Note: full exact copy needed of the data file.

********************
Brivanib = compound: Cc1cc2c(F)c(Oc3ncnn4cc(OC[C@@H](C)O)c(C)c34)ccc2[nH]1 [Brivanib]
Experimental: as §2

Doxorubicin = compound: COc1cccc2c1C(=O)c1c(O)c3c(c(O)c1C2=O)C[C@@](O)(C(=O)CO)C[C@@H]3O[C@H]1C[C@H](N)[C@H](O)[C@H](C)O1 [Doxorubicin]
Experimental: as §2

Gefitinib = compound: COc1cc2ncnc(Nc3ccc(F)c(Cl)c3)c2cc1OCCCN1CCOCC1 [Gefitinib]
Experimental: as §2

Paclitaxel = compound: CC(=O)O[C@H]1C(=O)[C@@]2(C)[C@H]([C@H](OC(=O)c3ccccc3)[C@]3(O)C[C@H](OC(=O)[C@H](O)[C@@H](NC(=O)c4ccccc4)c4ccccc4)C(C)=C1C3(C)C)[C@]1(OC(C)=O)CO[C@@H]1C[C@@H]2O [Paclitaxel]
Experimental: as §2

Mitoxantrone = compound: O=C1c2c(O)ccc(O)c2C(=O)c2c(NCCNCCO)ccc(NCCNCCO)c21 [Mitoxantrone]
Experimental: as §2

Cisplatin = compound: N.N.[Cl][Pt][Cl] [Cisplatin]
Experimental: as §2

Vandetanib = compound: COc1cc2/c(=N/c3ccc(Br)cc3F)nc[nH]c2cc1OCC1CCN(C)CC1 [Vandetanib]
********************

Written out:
Brivanib = compound: Cc1cc2c(F)c(Oc3ncnn4cc(OC[C@@H](C)O)c(C)c34)ccc2[nH]1 [Brivanib]
Experimental: as §2

Doxorubicin = compound: COc1cccc2c1C(=O)c1c(O)c3c(c(O)c1C2=O)C[C@@](O)(C(=O)CO)C[C@@H]3O[C@H]1C[C@H](N)[C@H](O)[C@H](C)O1 [Doxorubicin]
Experimental: as §2

Gefitinib = compound: COc1cc2ncnc(Nc3ccc(F)c(Cl)c3)c2cc1OCCCN1CCOCC1 [Gefitinib]
Experimental: as §2

Paclitaxel = compound: CC(=O)O[C@H]1C(=O)[C@@]2(C)[C@H]([C@H](OC(=O)c3ccccc3)[C@]3(O)C[C@H](OC(=O)[C@H](O)[C@@H](NC(=O)c4ccccc4)c4ccccc4)C(C)=C1C3(C)C)[C@]1(OC(C)=O)CO[C@@H]1C[C@@H]2O [Paclitaxel]
Experimental: as §2

Mitoxantrone = compound: O=C1c2c(O)ccc(O)c2C(=O)c2c(NCCNCCO)ccc(NCCNCCO)c21 [Mitoxantrone]
Experimental: as §2

Cisplatin = compound: N.N.[Cl][Pt][Cl] [Cisplatin]
Experimental: as §2

Vandetanib = compound: COc1cc2/c(=N/c3ccc(Br)cc3F)nc[nH]c2cc1OCC1CCN(C)CC1 [Vandetanib]